In a sense, I think ‘historical’ fiction is just a story that takes place in the past. Perhaps we should have two terms: ‘historical fiction’ that simply takes place in the past and ‘history fiction’ that treats history with the important of a major character.

    I'd really like to see more historical figures appear in historical fiction. Many famous Europeans toured America in the 19th century giving lectures or concerts. I'd like to see these people make appearances in historical fiction.

    BTW, that student you mentioned who didn’t believe the founding fathers wanted Christian principles as foundations for our republic -– I’ve meet him before. I asked him why he thought this and he told me about how he was taught that the founding fathers were not really Christians but were in actuality Deists who pretended to be Christians.

    The secular humanists are very clever in trying to undermine our Christian history. There are more of those students out there than you may realize. I think this demonstrates that the need for solid historical Christian fiction is more pressing today than ever before.

    Thanks for your post and keep up the good work!


  16. As reader and author of historical Christian fiction, and a genealogy researcher, I loved this blog post. It is so true that we can show in our stories how God has shaped and blessed this country many times over.

  17. Aaron, this post really resonated with me. As a college history education major, a former high school history teacher, and a writer of historical fiction, everything you said was just spot on.

    I love including actual historical events in my fiction, and diving deep into the era to include words, ideas, and actions that make the reader think, and perhaps investigate and learn. (All within the framework of an entertaining story, I hope!)

    Anyway, thank you for this post!

  18. Good morning, Aaron and thanks for joining us in Seekerville. Great to have you with us again!

    I developed a love for history through the stories my folks would tell me about their exodus across Europe during the war. It seems like war is such a cornerstone in so much of the events of history. It is truly a shame that the history books minimize God's sovereign rule over life and His purpose.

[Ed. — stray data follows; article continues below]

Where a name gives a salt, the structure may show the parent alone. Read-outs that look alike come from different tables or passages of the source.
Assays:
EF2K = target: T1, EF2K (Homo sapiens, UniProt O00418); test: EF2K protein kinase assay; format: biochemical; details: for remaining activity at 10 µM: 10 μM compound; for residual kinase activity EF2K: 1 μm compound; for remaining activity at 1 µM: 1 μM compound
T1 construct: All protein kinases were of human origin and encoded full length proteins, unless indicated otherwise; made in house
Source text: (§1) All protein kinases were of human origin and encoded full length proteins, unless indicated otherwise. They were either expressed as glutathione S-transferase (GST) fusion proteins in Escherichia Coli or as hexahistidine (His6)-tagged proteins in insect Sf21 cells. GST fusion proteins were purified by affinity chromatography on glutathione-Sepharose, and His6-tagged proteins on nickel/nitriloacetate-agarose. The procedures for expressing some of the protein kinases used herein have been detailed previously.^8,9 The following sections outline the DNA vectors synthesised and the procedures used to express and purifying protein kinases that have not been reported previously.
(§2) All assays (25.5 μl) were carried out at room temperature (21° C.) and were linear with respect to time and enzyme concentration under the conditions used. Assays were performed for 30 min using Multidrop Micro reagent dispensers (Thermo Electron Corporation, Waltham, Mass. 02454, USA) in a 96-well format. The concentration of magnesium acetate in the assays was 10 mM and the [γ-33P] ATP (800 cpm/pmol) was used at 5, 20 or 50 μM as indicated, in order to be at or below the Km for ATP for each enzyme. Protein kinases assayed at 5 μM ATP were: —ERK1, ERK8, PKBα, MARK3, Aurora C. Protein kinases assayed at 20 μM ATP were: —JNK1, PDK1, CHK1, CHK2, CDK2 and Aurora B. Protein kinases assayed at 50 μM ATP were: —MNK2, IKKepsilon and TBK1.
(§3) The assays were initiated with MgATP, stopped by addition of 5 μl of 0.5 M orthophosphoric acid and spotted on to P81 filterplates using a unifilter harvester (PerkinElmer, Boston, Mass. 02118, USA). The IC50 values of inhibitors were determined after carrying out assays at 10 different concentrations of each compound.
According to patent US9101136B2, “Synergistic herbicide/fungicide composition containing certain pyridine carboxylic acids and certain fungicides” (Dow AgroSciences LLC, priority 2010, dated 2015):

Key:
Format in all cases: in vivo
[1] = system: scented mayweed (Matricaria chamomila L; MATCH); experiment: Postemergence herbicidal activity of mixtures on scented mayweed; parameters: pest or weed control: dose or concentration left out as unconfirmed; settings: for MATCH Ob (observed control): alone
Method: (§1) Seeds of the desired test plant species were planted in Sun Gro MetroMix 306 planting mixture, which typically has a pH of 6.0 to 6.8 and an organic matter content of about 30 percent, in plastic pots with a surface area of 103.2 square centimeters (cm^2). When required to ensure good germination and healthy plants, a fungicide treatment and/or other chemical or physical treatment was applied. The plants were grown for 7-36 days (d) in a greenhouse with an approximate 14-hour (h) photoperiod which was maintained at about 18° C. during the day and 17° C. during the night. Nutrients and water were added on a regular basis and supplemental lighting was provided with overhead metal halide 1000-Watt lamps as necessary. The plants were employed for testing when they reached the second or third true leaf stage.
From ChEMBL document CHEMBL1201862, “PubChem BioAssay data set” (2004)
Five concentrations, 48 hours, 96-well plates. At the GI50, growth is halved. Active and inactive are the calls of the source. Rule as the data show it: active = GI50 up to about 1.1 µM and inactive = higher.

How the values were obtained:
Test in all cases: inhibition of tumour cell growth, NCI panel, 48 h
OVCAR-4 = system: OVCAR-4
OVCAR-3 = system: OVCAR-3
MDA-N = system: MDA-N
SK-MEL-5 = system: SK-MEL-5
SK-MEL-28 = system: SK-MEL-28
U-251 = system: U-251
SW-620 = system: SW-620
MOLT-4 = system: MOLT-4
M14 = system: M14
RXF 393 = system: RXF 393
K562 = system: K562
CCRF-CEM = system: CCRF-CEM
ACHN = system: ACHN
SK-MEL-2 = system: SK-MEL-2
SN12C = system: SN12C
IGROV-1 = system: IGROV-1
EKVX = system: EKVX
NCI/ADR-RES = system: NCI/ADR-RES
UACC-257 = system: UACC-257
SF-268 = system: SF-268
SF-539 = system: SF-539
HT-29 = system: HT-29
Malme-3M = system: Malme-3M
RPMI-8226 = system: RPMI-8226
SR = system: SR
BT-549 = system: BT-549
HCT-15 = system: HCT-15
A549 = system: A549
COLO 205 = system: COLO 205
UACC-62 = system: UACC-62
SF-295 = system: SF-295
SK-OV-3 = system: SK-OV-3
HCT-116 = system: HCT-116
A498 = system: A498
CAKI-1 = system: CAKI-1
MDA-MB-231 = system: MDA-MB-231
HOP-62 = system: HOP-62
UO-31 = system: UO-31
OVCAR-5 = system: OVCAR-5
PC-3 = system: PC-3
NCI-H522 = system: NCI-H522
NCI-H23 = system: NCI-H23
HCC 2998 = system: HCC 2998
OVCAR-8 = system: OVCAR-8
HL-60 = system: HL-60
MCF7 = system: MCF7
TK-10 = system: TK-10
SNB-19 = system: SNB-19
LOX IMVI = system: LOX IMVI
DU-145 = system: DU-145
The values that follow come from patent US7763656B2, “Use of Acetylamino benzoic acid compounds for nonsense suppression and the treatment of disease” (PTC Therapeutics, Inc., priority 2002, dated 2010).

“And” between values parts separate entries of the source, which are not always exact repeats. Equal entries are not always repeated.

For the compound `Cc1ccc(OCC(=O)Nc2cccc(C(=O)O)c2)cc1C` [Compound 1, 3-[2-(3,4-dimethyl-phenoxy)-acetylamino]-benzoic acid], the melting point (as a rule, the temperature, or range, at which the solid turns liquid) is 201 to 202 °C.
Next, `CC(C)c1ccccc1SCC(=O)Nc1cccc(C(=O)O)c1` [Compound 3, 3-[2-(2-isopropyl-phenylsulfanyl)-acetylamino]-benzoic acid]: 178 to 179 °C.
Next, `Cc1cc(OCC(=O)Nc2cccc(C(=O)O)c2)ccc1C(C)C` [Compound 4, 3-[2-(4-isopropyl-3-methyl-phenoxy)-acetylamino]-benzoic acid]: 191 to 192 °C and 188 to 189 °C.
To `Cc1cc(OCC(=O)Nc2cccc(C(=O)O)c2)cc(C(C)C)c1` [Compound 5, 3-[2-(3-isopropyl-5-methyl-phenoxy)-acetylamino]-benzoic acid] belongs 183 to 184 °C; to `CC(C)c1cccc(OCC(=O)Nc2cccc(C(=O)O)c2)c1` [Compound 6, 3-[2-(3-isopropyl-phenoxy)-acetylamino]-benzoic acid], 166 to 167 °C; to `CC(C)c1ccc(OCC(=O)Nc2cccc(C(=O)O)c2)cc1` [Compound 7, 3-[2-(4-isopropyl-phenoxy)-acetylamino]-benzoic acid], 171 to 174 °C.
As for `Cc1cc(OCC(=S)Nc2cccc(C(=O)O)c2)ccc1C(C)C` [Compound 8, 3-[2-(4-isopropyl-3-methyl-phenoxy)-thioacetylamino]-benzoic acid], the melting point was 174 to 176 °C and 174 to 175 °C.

War stories while I was young led to an insatiable hunger for historical romance. Oh the tidbits of knowledge learned while devouring fantastic fiction. When I discovered Christian fiction, my reading circle became complete.

    I so agree with you, Aaron. Include history in your fictional settings! But make sure it's accurate. There's nothing worse than trying to repair a damaged reputation by fudging on research!!

    It's snowy in Colorado this morning, so pass the hot coffee! Nothing better than warming frigid fingers around a steaming cup!

  19. Wow, I wish I had that class at my University! I love historical Christian fiction as well, so please enter me in the drawing.

  20. I'm a home educator and we use(d) historical fiction quite a lot to help make history come alive for our boys. I think there is quite a lot of good material out there, if you're willing to look for it. I also appreciate the wonderful books being written and the opportunities it provides writers today. My current WIP is contemporary, but I'll certainly keep your comments in mind.

    I'd love an entry in the contest as well.


  21. I just finished Erica Vetsch's historical set in Duluth, Minnesota of all places. Absolutely wonderful. The lake, the storms, the women's suffrage movement, the wealthy, powerful people, just wonderful work, Erica. And there, in that same package MYRA'S BOOK!!!!!!!

    I'd have cried I was so happy when it came....except I never cry of course.

  22. Aaron: Wow! What an excellent point about writing about our history. Fiction is a palatable way to get the message out, too.

  23. Excellent post. Welcome back to Seekerville, Aaron.


  24. Thanks for being with us Aaron and for sharing your insights on this topic.

  25. Wonderful post, Aaron. History! Ahh, I just got warm-fuzzies :-)

    Someone else has probably already mentioned these books (and they have their own biases, I'm sure), but I loved reading them.
    The Light and the Glory
    From Sea to Shining Sea